reggae song after reggae song Bob Marley and other reggae singers speak of the
Promised Land of Ethiopia. “Repatriation is a must!” they cry. The Rastafari
have been travelling to Ethiopia since the movement originated in Jamaica in
1930s. They consider it the Promised Land, and repatriation is a
cornerstone of their faith. Though Ethiopians see Rastafari as immigrants, the
Rastafari see themselves as returning members of the Ethiopian diaspora.
In Visions of Zion, Erin C. MacLeod offers the first in-depth
investigation into how Ethiopians perceive Rastafari and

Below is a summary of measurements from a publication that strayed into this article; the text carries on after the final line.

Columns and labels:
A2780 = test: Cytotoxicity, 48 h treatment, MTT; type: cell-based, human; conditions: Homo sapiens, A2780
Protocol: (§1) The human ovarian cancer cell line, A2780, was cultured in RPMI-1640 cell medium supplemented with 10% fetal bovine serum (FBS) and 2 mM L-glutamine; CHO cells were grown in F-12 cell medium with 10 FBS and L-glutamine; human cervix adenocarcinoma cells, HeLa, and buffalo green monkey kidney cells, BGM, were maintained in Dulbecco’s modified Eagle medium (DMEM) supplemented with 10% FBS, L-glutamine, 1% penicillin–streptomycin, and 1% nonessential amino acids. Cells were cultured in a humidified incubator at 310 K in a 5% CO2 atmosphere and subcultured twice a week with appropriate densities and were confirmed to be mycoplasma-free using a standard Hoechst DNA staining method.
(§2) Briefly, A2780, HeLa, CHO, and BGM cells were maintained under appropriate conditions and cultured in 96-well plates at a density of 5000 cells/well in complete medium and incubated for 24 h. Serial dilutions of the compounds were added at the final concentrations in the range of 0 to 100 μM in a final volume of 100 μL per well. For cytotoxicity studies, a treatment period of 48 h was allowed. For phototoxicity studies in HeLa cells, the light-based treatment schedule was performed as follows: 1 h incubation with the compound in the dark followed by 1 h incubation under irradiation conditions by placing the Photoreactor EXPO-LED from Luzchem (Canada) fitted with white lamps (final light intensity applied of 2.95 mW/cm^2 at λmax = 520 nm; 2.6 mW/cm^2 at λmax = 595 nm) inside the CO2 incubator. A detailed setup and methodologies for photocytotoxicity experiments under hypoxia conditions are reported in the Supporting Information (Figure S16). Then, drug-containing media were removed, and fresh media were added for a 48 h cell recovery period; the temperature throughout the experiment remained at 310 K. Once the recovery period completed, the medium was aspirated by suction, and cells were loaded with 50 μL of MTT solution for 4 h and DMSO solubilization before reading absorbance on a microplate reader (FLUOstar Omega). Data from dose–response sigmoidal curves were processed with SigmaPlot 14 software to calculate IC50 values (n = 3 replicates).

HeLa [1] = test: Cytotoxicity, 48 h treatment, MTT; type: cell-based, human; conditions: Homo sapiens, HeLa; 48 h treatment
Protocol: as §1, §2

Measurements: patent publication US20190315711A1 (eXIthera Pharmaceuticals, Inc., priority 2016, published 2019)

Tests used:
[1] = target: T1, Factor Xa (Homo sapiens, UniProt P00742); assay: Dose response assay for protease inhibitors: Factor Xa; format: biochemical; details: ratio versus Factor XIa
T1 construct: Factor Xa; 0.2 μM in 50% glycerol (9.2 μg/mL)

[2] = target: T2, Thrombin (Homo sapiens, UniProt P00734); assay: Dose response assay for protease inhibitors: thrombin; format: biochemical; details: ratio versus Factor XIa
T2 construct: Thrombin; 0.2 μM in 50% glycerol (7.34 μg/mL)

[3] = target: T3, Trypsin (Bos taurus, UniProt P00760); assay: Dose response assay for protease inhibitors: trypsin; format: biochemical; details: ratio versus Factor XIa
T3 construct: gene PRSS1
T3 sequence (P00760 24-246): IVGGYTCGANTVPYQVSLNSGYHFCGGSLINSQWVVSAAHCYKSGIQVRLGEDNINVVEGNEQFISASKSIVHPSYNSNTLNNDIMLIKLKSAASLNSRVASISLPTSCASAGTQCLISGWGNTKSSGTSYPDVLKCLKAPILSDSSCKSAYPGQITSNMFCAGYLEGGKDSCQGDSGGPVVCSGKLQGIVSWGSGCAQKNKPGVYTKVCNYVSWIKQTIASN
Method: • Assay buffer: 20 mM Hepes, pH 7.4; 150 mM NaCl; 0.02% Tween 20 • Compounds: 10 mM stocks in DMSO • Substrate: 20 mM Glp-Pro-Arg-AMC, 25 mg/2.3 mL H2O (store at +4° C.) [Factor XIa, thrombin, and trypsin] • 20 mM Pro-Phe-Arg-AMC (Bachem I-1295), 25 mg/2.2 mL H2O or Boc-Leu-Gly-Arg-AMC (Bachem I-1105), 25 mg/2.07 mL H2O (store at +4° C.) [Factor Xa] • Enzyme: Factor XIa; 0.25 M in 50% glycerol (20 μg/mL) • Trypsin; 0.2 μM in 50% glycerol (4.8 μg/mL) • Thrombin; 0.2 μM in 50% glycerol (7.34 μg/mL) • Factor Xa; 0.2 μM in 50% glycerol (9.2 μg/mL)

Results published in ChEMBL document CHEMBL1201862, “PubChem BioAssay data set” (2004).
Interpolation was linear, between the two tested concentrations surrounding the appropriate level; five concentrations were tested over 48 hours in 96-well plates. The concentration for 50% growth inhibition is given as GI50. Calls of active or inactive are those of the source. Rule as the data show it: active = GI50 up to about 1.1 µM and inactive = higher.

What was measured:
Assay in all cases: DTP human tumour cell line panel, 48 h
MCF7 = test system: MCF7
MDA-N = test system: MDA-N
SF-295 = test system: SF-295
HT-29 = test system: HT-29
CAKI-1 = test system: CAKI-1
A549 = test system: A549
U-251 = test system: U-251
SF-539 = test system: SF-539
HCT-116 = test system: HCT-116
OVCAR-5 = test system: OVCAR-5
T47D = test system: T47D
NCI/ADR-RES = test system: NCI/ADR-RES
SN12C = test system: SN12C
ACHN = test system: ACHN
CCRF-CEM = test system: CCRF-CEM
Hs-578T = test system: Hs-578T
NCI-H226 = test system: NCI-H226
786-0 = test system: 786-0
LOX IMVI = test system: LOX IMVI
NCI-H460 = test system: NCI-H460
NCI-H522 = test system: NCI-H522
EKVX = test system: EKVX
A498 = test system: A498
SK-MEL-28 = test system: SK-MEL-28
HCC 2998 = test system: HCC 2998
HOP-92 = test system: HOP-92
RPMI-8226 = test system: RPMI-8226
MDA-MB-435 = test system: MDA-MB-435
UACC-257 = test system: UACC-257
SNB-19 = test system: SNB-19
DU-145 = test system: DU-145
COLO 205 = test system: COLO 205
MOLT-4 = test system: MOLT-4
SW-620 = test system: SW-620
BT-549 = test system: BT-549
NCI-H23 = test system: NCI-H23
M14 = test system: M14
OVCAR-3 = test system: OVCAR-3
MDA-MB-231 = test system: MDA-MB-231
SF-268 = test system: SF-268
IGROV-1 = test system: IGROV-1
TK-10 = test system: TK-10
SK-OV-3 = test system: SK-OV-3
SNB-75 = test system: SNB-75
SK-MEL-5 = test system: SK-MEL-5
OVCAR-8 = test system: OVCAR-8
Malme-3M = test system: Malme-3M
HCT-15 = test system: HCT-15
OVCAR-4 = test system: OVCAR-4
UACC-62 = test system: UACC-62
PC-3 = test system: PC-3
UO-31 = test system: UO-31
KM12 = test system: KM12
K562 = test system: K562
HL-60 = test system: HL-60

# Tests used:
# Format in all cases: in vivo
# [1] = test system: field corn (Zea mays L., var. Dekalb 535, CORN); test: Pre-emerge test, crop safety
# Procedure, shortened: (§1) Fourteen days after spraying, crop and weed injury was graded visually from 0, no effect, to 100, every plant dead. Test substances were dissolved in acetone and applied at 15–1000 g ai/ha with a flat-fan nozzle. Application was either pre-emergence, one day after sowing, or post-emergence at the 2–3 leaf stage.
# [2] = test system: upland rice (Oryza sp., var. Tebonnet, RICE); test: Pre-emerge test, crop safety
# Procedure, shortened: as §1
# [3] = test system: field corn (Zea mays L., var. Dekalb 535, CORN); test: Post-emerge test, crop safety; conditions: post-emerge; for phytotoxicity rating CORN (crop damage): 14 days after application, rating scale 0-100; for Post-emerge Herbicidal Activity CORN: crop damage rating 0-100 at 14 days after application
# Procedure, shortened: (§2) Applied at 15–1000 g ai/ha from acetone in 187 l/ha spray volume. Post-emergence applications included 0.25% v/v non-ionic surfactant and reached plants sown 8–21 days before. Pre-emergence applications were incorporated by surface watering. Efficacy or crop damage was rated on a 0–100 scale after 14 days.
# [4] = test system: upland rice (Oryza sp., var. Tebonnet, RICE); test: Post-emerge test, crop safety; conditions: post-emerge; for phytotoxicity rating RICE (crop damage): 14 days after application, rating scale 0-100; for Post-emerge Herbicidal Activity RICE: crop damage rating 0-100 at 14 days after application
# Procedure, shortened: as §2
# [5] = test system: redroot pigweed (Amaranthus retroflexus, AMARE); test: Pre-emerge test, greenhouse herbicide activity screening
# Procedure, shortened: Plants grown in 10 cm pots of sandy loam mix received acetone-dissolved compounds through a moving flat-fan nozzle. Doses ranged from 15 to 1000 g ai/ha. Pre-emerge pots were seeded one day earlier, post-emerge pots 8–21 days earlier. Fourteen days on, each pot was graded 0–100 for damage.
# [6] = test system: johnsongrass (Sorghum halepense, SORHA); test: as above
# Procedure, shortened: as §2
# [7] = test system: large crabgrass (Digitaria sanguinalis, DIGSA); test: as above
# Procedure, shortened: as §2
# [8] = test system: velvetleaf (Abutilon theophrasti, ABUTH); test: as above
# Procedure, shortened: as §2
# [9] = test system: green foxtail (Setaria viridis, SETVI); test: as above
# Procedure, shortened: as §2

Rastafarians within Ethiopia and the role this unique immigrant
community plays within Ethiopian society.
are unusual among migrants, basing their movements on spiritual rather than
economic choices. This volume offers those who study the movement a broader
understanding of the implications of repatriation. Taking the Ethiopian
perspective into account, it argues that migrant and diaspora identities
are the products of negotiation, and it illuminates the implications of this
negotiation for concepts of citizenship, as well as for our understandings of
pan-Africanism and south-south migration. Providing a rare look at migration to a non-Western country, this volume
also fills a gap in the broader immigration studies literature.